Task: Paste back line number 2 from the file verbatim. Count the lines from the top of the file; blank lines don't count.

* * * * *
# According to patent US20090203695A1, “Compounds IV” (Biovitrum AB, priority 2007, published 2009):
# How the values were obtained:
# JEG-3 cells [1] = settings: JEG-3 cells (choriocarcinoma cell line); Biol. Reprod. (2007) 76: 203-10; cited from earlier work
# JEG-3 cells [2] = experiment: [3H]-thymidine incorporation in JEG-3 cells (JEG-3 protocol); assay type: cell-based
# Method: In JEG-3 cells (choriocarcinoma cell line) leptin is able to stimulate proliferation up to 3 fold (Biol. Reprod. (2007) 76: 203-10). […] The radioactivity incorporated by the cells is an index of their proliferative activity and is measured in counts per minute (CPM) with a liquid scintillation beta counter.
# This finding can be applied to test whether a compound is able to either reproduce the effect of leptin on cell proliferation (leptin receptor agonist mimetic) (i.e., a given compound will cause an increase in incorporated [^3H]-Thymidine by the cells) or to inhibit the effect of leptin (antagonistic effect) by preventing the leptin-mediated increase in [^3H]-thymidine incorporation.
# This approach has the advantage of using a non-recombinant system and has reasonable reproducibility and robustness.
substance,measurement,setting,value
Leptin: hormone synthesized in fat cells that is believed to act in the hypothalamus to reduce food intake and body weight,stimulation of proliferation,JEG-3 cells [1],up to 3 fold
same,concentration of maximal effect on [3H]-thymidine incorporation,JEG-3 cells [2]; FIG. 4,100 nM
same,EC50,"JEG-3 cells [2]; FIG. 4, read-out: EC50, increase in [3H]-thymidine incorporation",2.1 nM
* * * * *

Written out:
# How the values were obtained: